Home News Local News Group urges expansion of pre-K programs in New Mexico

Group urges expansion of pre-K programs in New Mexico

0
Some apples are red, these 3-year-old early pre-kindergarten students at My Kiddos Child Care Center learn Wednesday as they work on a craft project while members of the New Mexico Early Childhood Development Partnership make a visit to the site, the only early pre-K program in Roswell. (Lisa Dunlap Photo)

A statewide group wants every young child in New Mexico to
receive pre-kindergarten instruction and is touring the state as part of its
efforts to make that happen.

My Kiddos Child Care Center staff talked Wednesday morning with a city councilor and members of the New Mexico Early Childhood Development Partnership as the group held its first of six planned tours through the state to push for expanded pre-K programs in New Mexico. My Kiddos, a five-star learning center, offers the only early pre-K program in Roswell for 3 year olds. It also offers pre-K for 4 year olds, as do other schools and organizations in the city. From left are My Kiddos Assistant Director Maria Arrieta, University of New Mexico Center for Education Policy Research Associate Director Dana Bell, Roswell City Councilor Juan Oropesa, United Way of Santa Fe County Executive Vice President Claire Dudley Chavez and My Kiddos Director and Owner Maria Melendez. (Lisa Dunlap Photo)

“Research shows that not all children are ready for kindergarten,” said Rosa Barraza, executive director of the New Mexico Association for Early Care and Learning, an advisory council member of the New Mexico Early Childhood Development Partnership. “If there is a gap (in preparedness), students enter kindergarten already behind.”
When students have difficulties doing well in school, even in the early years, it can hamper attendance, participation and achievement for years to come, she said.
Barraza also said that data indicates that the state receives $9 in economic benefits for every $1 it invests in early childhood education. Longitudinal research also shows that people who receive pre-K education have higher rates of
college attendance, earn higher incomes and report fewer incidences of crime and
welfare dependency, according to information distributed by the partnership.
Barraza and other members of the Early Childhood Development Partnership, a policy initiative of the United Way of Santa Fe County, visited Roswell Wednesday in their first stop in a public awareness campaign to six cities that will continue through December.
They talked with parents, educators and the public and dropped by a couple of educational sites, including the only early pre-K site for 3 year olds in the city, My Kiddos Child Care Center on South Union Avenue. Rated a five-star learning center, it is also the city’s only pre-K program funded by the New Mexico Department of Children, Youth and Families.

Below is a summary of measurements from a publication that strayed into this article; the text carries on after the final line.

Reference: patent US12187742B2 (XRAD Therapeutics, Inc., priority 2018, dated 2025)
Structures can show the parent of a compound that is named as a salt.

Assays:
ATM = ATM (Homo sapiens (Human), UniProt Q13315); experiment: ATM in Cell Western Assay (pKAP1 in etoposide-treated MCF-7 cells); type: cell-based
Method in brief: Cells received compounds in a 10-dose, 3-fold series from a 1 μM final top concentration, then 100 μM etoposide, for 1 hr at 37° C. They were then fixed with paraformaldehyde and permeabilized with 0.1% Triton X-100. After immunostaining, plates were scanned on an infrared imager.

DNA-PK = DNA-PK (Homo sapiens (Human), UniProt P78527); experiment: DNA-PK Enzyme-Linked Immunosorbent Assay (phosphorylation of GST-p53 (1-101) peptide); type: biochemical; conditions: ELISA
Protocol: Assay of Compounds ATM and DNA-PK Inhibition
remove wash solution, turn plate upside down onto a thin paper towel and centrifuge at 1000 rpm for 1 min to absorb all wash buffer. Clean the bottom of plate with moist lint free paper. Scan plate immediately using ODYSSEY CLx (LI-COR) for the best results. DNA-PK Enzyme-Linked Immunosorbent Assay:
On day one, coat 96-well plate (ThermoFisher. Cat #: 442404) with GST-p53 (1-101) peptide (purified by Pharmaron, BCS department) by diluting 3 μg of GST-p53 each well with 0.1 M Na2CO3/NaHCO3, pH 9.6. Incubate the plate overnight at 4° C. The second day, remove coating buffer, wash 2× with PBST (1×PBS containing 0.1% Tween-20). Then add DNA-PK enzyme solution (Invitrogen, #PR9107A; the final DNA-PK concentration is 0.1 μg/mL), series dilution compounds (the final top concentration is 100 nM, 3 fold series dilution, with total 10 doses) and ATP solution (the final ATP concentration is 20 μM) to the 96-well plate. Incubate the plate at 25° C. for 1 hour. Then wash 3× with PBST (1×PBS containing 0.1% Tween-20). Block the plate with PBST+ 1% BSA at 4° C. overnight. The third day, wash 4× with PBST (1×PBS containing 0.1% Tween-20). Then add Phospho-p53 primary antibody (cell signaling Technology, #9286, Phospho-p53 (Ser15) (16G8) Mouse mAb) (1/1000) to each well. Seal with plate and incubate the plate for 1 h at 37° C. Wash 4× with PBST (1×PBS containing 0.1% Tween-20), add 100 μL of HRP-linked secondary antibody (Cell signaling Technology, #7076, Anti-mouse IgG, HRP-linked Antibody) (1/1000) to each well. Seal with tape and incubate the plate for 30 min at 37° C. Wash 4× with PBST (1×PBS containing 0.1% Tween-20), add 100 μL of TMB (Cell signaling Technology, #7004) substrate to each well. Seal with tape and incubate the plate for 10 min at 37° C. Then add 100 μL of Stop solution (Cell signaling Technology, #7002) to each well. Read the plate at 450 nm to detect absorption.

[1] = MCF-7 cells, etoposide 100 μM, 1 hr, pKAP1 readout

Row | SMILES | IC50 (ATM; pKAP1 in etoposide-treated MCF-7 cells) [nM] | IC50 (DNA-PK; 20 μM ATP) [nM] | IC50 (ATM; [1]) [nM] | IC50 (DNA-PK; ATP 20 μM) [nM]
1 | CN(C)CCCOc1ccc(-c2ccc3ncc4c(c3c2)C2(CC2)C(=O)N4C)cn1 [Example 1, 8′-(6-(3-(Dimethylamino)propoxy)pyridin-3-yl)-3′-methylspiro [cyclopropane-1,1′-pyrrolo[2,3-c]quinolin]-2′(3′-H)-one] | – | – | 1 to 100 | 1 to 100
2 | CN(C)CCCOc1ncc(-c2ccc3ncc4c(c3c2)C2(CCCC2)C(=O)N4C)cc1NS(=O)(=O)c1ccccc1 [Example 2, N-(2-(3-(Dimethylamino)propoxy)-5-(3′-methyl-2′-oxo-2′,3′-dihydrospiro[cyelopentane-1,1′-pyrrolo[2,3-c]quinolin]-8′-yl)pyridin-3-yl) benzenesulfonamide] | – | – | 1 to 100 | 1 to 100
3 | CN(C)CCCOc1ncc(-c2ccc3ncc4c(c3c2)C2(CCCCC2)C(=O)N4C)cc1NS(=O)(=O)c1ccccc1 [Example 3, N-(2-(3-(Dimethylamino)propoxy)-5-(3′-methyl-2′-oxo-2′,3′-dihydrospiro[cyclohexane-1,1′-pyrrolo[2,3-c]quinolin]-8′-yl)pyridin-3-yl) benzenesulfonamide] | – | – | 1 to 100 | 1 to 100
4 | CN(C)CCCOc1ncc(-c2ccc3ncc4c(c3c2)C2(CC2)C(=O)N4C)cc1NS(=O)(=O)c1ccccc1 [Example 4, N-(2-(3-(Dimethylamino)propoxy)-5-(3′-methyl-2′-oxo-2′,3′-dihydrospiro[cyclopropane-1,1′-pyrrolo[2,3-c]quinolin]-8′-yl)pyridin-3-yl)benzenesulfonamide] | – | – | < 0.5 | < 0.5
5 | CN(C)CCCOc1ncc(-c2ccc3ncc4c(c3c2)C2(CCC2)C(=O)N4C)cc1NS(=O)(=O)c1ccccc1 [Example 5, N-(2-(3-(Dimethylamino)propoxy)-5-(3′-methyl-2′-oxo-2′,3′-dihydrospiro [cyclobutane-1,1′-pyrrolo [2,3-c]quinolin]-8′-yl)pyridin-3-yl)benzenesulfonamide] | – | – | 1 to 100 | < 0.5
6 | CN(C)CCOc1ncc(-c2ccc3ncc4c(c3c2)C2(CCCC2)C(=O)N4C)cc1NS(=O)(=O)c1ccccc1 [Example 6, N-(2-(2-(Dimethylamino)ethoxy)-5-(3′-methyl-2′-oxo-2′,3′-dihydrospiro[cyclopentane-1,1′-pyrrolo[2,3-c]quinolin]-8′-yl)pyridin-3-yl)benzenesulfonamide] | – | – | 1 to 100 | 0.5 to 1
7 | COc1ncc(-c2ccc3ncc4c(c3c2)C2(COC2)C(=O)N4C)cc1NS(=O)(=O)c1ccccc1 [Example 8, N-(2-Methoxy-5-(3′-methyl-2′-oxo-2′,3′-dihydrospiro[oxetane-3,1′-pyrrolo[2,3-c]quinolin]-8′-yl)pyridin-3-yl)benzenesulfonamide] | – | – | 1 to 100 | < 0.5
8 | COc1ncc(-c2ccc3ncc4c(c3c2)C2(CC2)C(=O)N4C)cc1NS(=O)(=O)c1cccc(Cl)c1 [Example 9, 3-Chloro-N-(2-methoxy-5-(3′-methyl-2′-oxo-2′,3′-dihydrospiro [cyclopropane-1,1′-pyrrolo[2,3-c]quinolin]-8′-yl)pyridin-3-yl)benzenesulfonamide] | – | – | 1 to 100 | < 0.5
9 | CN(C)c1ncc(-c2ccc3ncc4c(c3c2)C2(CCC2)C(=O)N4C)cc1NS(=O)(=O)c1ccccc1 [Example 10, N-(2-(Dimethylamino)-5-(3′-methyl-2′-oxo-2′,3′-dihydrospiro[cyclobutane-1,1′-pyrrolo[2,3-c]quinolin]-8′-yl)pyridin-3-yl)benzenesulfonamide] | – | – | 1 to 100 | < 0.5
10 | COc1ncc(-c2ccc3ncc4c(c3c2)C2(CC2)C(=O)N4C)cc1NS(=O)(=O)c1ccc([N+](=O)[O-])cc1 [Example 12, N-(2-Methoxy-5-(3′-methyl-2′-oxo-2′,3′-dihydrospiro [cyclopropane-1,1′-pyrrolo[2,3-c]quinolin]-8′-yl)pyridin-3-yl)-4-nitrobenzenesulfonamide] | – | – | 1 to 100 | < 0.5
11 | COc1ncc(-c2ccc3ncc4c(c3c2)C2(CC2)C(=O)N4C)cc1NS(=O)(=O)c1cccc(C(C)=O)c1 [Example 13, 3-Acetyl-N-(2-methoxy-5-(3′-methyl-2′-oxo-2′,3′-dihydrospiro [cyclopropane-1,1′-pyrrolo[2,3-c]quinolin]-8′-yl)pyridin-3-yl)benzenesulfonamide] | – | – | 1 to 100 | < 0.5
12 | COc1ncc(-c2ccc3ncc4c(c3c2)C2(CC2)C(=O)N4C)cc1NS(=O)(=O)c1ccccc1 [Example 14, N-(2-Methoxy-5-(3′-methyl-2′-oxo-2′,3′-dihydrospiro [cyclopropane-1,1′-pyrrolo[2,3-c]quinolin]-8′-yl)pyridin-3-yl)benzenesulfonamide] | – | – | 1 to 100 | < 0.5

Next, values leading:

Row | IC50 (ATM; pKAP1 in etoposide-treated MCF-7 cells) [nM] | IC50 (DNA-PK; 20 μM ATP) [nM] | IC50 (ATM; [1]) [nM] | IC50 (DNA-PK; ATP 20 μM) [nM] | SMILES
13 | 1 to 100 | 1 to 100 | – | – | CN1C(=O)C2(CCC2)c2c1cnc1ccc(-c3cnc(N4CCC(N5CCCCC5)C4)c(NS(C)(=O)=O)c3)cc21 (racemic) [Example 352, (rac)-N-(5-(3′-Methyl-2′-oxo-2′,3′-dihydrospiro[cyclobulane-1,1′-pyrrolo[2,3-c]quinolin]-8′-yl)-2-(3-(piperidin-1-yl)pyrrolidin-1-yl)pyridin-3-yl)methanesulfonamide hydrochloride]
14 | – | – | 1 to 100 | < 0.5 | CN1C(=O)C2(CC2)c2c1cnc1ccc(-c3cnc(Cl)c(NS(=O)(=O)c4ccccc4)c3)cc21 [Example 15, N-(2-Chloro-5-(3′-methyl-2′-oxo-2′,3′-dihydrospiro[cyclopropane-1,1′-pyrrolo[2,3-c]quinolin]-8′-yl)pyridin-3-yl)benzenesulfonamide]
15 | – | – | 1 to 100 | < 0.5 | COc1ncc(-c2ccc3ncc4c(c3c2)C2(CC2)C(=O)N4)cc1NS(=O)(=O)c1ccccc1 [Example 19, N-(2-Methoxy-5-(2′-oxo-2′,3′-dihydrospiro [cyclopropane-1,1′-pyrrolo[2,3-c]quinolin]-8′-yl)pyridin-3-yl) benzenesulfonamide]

They said Roswell also has about five other pre-K programs operated through public schools and funded by the New Mexico Public Education Department. Private religious education is also available. To help identify pre-K options, the Children, Youth and Families Department and the Public Education Department announced that they have developed an interactive map launching soon that will show families and the public what programs are available in their areas.
“There is need in just about every county of our state,” said Danila Zidovsky, policy analyst with United Way of Santa Fe County. “We have 30,000 kids in New Mexico who don’t have access to pre-K.”
About 9,493 children in the state are enrolled in pre-K programs, 57 percent through public schools. Of the total students, 997 are 3 year olds in early pre-K.
The partnership has a goal of universal pre-K to all families who want it by 2021. It estimates that it will cost $285 million over five years to achieve that aim.
Funding for early childhood education has been broached through proposed legislation in New Mexico almost every year since 2013. Last year, some legislators forwarded a potential constitutional amendment to take an additional $112 million a year from the Permanent Fund of the New Mexico State Land Trust, a fund that already provides money for public schools as well as other public institutions. Another proposed bill would have used severance tax as a funding mechanism. Neither bill passed the Senate.
Exactly how funding might occur wasn’t addressed by partnership members during the My Kiddos site visit, but Zidovsky said the group works with local and state policy-makers to keep the issue before lawmakers and voters.
“In New Mexico, child care costs more than in-state tuition,” she said. “It is not only a question of how do we provide quality pre-school, but it is an economic issue. How can parents get back to work while knowing that their children are getting good care and quality learning? And how can employers be certain that their employees will be coming to work without having to worry about where their children are and if they are getting the educational opportunities they need?”
Senior Writer Lisa Dunlap can be reached at 575-622-7710, ext. 310, or at reporter02@rdrnews.com.